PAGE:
- The physical abuses of the unyielding youthful musician-turned-politician Robert Kyagulanyi (more popularly known as Bobi Wine), and the Forum for Democracy’s Patrick Amuriat, are the kinds that would usually be reserved for a really threatening foreign enemy.
Today Uganda votes in an election that is all but set to return President Yoweri Museveni, who’s been running things for 34 years now, to power.
The run-up to the elections has been marked by shocking levels of violence, with over five dozen people killed. Even more striking, in an already highly militarised state, the militarisation has been ramped up. This week, social media was swamped with videos and photos of large armoured vehicle convoys putting on a show of force in perceived opposition strongholds in the capital Kampala, and long columns of troops in menacing battle dress prowling various parts of the city.
The physical abuses of the unyielding youthful musician-turned-politician Robert Kyagulanyi (more popularly known as Bobi Wine), and the Forum for Democracy’s Patrick Amuriat, are the kinds that would usually be reserved for a really threatening foreign enemy.
Since independence in 1962, Uganda has not had a free and fair election, nor a democratic transition to a leader either from within the ruling party or the opposition through a popular vote. And all its elections since have been marked by violence and brazen vote rigging.
There are many reasons for this, but a constant one has been the role of the military in influencing the dynamics of election politics, or its direct control of power. Most outsiders, and indeed many Ugandans, tend to see this as a peculiarity of President Yoweri Museveni’s rule following his ascendance to power in 1986 after a five-year guerrilla war.
However, that is a limited reading. The military and militarisation have been at the core of the Uganda state from before independence. And it differentiates itself from the other countries in the region that it comes with a strong foreign interventionist streak.
The military dictator Idi Amin, who would seize power for himself in 1971, together with a few other Ugandans, had a fabled career in the colonial King’s African Rifles (KAR). Horrid stories are told of Amin’s role in the British campaign against the Somali shifta rebels in 1949, and against the Mau Mau.
In 1964 the Uganda government got embroiled in the Democratic Republic of Congo, aiding Christophe Gbenye, who was leading a rebellion in the eastern part of the country, which shared a border with Uganda.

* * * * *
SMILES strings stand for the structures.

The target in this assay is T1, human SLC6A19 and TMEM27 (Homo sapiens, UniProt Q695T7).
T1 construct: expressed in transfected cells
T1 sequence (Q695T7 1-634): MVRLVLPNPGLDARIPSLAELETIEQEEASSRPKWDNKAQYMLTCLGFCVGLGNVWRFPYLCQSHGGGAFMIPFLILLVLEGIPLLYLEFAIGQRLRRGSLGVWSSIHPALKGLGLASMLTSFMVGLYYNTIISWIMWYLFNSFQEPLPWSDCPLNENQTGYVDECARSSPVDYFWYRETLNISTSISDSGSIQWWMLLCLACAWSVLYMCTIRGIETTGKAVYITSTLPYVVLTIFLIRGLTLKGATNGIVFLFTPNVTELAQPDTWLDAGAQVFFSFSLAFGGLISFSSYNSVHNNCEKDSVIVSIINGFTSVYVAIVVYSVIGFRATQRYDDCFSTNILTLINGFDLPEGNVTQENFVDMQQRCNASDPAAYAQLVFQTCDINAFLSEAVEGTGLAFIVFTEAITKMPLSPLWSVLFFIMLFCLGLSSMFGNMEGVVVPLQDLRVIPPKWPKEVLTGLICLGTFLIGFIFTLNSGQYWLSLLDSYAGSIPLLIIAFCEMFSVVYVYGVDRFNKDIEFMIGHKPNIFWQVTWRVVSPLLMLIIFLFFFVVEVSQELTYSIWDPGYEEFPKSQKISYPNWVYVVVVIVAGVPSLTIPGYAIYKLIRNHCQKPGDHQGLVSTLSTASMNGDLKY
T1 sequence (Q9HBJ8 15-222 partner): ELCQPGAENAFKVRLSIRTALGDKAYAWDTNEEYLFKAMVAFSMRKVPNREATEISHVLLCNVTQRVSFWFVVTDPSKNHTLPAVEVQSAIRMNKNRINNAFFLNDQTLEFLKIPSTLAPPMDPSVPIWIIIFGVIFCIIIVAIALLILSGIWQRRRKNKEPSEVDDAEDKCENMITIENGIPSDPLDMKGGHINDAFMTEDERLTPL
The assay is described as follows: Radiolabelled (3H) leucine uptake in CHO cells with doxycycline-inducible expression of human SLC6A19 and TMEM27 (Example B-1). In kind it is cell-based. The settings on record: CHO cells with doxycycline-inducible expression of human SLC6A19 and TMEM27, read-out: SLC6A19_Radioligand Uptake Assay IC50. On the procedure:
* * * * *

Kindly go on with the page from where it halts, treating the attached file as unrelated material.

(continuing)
Uganda also historically supported the rebellions in southern Sudan, from the immediate post-independence government of Milton Obote, to Amin, and in a big way during Museveni’s presidency. Today, the Uganda People’s Defence Forces (UPDF) is, really, what is keeping President Salva Kiir in power in Juba. In that sense, Uganda has been in South Sudan for over 50 years.
Of course, Uganda was the platform from which the Rwanda Patriotic Front/Army launched its war to regain statehood in October 1990. With Rwanda, it was a key player in the ouster of the thieving autocrat Mobutu Sese Seko in Congo in 1997, and it has never really left DRC, continuing to station there and right into the Central African Republic against the Uganda Islamist rebel group the Allied Democratic Forces (ADF), and Joseph Kony’s Lord’s Resistance Army.
After the failed coup attempt in late December 2017 against Equatorial Guinea’s Teodoro Obiang Nguema, one of only two big men, along with Cameroon’s Paul Biya, who have been in power longer than Museveni in Africa, he reached out to Kampala for help. Today, the Uganda military is Nguema’s key keeper in Malabo.
There are many reasons why Uganda is so restless, but the same history also informs some of its brutal electoral politics. The area that is Uganda today had an array of some of the most developed states (kingdoms) in East Africa, with Buganda being years ahead of anything one could find in east Africa region. The map of lagoons and drainage systems of the Buganda kingdom of the 1880s, are probably more advanced that those of many towns in East Africa today.
All this meant that the post-independence state had few “free” subjects who were not under the authority of, or didn’t owe their loyalty, to a kingdom, a chieftainship, or entrenched church. To bring these subjects under them, governments have chosen to use force, as if they were capturing them from a foreign country like in the 18th century, to bring them under their authority.
In reality none of these historical state structures are visible, but the DNA of the state in handling them violently hasn’t changed. Moreover, even when governments have changed through war, there has always been continuity in the military and its traditions. Every military or liberation movement has had in its ranks leading soldiers from the order it was fighting. A more fluid Kenyan-style election is creeping up in Uganda, for sure. But it will likely be another 20 years before it settles in.